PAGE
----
Hope is in serious danger of needing to repeat this school year. I’m not sure what set it all off, but this year has been an academic nightmare. And for me as an academic junkie who used to verbally spar with her teachers over whether they really should have deducted a half point for some academic infraction, Hope’s academic performance has caused more than a little heartburn.
Each week I receive a progress report summary on her academic standing. Those damn things are so upsetting this that I sometimes don’t open them. They make my stomach hurt; they give me headaches and stressed out neck pain. Education and achievement are a part of my core values system. It’s been hard to understand how Hope’s background shape her views on school. It’s been hard to accept that her version of trying doesn’t look anything like mine. It’s been incredibly maddening that I can’t seem to influence her choices at all.
Last week one of Hope’s teachers reached out really alarmed with all that’s going on with Hope and her class. Over the course of the next few days, I talked to the counselor, the social worker and the teacher. We all decided that we would meet next week to further discuss ways to support my daughter.
Realistically, I have zero faith that this team of amazing people can create something that will turn Hope’s intrinsic motivation “on.” It’s not on; I’m not sure if it’s been on at all for the last year. I think Hope would love to be a good student but being a bad student…well that just feels like what she’s worth.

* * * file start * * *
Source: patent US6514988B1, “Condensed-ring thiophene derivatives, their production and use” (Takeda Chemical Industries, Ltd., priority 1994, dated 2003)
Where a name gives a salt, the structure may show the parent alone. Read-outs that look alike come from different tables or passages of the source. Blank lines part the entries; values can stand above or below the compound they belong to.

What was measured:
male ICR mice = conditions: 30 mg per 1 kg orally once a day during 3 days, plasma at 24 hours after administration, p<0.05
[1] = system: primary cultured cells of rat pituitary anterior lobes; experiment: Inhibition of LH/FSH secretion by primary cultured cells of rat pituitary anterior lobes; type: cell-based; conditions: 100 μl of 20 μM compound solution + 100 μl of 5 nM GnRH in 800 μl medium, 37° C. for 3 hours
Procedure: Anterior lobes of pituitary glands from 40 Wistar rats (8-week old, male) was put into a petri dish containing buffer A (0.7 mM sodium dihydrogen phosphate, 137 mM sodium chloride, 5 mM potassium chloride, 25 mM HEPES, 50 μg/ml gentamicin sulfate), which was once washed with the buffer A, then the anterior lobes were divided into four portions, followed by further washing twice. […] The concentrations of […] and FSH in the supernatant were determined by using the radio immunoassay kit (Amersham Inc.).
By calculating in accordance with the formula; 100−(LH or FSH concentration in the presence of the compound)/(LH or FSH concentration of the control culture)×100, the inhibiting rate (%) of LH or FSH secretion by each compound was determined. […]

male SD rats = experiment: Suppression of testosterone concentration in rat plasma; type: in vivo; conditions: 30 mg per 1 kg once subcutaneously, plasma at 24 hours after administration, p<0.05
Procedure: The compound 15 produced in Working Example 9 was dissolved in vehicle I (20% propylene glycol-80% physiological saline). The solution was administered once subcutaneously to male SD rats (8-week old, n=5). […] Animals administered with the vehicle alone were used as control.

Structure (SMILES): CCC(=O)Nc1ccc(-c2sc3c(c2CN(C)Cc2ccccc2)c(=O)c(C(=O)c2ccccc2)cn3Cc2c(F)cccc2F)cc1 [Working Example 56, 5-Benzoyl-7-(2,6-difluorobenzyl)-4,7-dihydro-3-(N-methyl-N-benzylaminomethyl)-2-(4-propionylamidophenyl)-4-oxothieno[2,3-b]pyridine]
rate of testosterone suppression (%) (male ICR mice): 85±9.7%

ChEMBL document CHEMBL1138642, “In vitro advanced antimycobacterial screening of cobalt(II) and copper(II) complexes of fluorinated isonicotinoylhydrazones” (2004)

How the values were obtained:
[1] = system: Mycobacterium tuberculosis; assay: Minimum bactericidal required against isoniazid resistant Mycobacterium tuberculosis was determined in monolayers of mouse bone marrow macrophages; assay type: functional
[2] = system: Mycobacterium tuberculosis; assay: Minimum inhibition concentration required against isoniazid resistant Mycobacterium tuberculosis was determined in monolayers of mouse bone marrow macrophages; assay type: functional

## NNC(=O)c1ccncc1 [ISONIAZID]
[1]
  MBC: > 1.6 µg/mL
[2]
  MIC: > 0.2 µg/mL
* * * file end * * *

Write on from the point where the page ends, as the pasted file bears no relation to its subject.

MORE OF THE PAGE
Hope also does not accept that any of this is her fault. Nothing is ever her fault. She was late to school and missed the announcement of an assignment? That’s the teacher’s fault because she should have pulled her aside and made sure that she got it. Chased her down the hall if necessary. She didn’t do her homework because the teachers skills are awful, and she didn’t understand the material. Tutoring? She doesn’t need. Homework? Eh.
This approach to school triggers every bit of my anxiety. Part of it is just how I feel about education, but part of it is just how I can’t wrap my head around this kind of self-sabotage. I don’t get it. I see it happening. I get the pathology from a scientific and academic perspective, but lived experience?
This ish is cray.
Hope has the intellectual capacity to do well, in the traditional, classical sense. Even thought I feel some kinda way about testing, Hope’s PSAT score felt validating in a “see, I knew she had more capacity than she demonstrates in class” way. Hope is smart and where she has deficiencies, she’s balanced by a high curiosity and inquisitiveness.
I have no idea what’s going to happen next. I’ve harnessed so many resources for Hope only to be met with a blank stare. I have no idea how to handle that. We are incredibly fortunate that our school district is just leaning in to providing more support, all kinds of support. Every fight I thought I’d have with them proved unnecessary—they have been more than happy to help.
And then they get met with blank stares too.
I asked AbsurdlyHotTherapist for recommendations. He sent me articles about ‘underachievers’ and told me to keep making Hope accountable for her choices and her mental health. The art therapist said the same.